The most talked about research of the week was easily the JAMA Internal Medicine study that found that licensed medical professionals prefer ChatGPT’s responses to patient questions better than doctors’ responses 79% of the time – in part because ChatGPT is more empathetic.
What wasn’t discussed as much was the fact that the doctors’ responses were sourced from questions on Reddit – AKA from doctors with the time and empathy to share their thoughts in the first place – so it’s possible that ChatGPT’s lead is even wider than it’s getting credit for.
Here’s how it worked. Researchers randomly pulled 195 exchanges from the r/AskDocs subreddit where a verified physician responded to a patient question.
- ChatGPT responses were then generated by entering the original question into a fresh session (without prior questions to work with). The anonymized responses were then evaluated by five licensed medical professionals.
- Evaluators chose “which response was better,” then judged “the quality of information provided” (very poor, poor, acceptable, good, or very good) and “the empathy or bedside manner provided” (not empathetic, slightly empathetic, moderately empathetic, empathetic, and very empathetic). Outcomes were transferred to a 5 point scale.
The results were a blowout. The proportion of responses rated as “good” or “very good” quality was 3.6x higher for ChatGPT, with 78.5% of ChatGPT responses scoring ≥4 points versus… 22.1% for physicians.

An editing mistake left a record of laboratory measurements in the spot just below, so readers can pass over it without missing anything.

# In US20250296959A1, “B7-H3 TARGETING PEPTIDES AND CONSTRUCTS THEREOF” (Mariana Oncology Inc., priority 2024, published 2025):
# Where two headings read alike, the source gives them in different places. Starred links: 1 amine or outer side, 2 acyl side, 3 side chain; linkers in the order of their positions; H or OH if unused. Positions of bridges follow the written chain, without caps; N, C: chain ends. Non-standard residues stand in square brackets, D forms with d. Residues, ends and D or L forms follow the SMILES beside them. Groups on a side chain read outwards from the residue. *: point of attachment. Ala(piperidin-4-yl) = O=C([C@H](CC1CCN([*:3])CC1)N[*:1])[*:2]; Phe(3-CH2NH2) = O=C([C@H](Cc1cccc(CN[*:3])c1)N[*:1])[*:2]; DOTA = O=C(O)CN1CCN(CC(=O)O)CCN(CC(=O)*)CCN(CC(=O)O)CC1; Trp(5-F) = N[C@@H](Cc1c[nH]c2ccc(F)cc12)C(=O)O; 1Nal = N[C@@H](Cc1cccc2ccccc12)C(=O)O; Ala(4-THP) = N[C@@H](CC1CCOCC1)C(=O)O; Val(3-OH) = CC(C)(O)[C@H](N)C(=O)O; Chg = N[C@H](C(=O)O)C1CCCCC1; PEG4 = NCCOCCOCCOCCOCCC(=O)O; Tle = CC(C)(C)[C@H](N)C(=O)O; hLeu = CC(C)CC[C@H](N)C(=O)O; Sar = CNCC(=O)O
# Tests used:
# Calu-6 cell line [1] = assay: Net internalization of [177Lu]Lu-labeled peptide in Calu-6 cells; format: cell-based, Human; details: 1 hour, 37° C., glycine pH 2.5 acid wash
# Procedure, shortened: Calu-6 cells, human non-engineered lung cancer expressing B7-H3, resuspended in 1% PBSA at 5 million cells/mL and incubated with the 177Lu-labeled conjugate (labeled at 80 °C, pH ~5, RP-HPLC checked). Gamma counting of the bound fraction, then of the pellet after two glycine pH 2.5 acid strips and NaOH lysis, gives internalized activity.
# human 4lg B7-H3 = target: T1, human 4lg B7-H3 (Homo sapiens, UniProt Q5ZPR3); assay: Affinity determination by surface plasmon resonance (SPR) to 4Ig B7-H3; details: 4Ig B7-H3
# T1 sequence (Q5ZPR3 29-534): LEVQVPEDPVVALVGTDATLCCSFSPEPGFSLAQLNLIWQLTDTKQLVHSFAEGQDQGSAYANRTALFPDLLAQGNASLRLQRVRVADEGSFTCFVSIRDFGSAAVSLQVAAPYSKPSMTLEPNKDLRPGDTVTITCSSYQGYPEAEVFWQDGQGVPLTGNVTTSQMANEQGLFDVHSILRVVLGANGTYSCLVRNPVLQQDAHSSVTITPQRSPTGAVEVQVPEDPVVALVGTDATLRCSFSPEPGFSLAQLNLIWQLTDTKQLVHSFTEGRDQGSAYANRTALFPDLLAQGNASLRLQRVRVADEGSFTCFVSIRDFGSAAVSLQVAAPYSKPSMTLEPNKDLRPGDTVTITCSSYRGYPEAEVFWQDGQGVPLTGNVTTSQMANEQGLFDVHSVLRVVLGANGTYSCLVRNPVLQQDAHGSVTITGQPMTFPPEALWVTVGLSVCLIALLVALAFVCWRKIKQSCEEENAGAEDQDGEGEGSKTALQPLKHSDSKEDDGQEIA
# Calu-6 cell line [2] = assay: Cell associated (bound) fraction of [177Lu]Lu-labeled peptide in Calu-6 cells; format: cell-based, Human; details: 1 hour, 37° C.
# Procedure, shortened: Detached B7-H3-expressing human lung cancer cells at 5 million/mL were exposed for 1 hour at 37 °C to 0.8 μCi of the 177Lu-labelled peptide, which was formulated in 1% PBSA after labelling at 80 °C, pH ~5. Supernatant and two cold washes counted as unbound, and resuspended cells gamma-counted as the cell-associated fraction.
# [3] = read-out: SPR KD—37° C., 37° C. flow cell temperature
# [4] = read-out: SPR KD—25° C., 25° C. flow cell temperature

- The proportion of responses rated as “empathetic” or “very empathetic” was a whopping 9.8x higher for ChatGPT, with 45.1% of ChatGPT responses scoring ≥4 points versus just 4.6% for physicians.
- Disclaimer: It probably wasn’t too hard for the judges to discern between ChatGPT’s well-punctuated prose (not to mention its 211 word average response length) and the off-the-cuff Reddit comments of the physicians (52 word average).
When it comes to answering the health questions of random Reddit users, tireless AI robots appear to be far better than physicians donating their time. That said, overflowing EHR inboxes remain a leading contributor to physician burnout, and the authors summed it up perfectly with: “Despite the limitations of this study and the frequent overhyping of new technologies, studying the addition of AI assistants to patient messaging workflows holds promise with the potential to improve both clinician and patient outcomes.”